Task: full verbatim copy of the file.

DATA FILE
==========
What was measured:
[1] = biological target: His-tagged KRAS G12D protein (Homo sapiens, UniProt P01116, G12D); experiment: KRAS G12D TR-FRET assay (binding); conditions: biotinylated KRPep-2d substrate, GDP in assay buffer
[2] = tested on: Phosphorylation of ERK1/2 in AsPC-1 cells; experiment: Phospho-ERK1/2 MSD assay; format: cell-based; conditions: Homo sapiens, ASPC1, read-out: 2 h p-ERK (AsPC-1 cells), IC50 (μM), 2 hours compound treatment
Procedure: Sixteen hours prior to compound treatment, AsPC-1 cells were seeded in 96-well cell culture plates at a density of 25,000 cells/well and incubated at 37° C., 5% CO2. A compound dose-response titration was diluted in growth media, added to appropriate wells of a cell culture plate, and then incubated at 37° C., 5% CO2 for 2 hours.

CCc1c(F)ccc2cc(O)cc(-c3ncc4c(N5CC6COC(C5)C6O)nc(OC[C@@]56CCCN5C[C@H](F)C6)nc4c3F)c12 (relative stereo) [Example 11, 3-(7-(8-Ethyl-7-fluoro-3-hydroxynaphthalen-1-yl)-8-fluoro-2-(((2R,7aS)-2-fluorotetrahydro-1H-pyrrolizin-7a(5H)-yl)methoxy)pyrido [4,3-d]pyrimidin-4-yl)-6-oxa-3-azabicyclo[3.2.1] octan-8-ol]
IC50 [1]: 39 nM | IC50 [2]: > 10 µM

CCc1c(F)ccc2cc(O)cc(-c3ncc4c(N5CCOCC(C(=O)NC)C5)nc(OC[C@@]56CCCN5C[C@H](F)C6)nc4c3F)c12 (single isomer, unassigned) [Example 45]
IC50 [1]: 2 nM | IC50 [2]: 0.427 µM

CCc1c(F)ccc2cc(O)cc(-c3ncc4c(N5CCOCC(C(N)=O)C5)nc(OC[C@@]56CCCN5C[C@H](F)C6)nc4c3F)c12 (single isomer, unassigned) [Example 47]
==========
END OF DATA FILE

What was measured:
[1] = biological target: His-tagged KRAS G12D protein (Homo sapiens, UniProt P01116, G12D); experiment: KRAS G12D TR-FRET assay (binding); conditions: biotinylated KRPep-2d substrate, GDP in assay buffer
[2] = tested on: Phosphorylation of ERK1/2 in AsPC-1 cells; experiment: Phospho-ERK1/2 MSD assay; format: cell-based; conditions: Homo sapiens, ASPC1, read-out: 2 h p-ERK (AsPC-1 cells), IC50 (μM), 2 hours compound treatment
Procedure: Sixteen hours prior to compound treatment, AsPC-1 cells were seeded in 96-well cell culture plates at a density of 25,000 cells/well and incubated at 37° C., 5% CO2. A compound dose-response titration was diluted in growth media, added to appropriate wells of a cell culture plate, and then incubated at 37° C., 5% CO2 for 2 hours.

CCc1c(F)ccc2cc(O)cc(-c3ncc4c(N5CC6COC(C5)C6O)nc(OC[C@@]56CCCN5C[C@H](F)C6)nc4c3F)c12 (relative stereo) [Example 11, 3-(7-(8-Ethyl-7-fluoro-3-hydroxynaphthalen-1-yl)-8-fluoro-2-(((2R,7aS)-2-fluorotetrahydro-1H-pyrrolizin-7a(5H)-yl)methoxy)pyrido [4,3-d]pyrimidin-4-yl)-6-oxa-3-azabicyclo[3.2.1] octan-8-ol]
IC50 [1]: 39 nM | IC50 [2]: > 10 µM

CCc1c(F)ccc2cc(O)cc(-c3ncc4c(N5CCOCC(C(=O)NC)C5)nc(OC[C@@]56CCCN5C[C@H](F)C6)nc4c3F)c12 (single isomer, unassigned) [Example 45]
IC50 [1]: 2 nM | IC50 [2]: 0.427 µM

CCc1c(F)ccc2cc(O)cc(-c3ncc4c(N5CCOCC(C(N)=O)C5)nc(OC[C@@]56CCCN5C[C@H](F)C6)nc4c3F)c12 (single isomer, unassigned) [Example 47]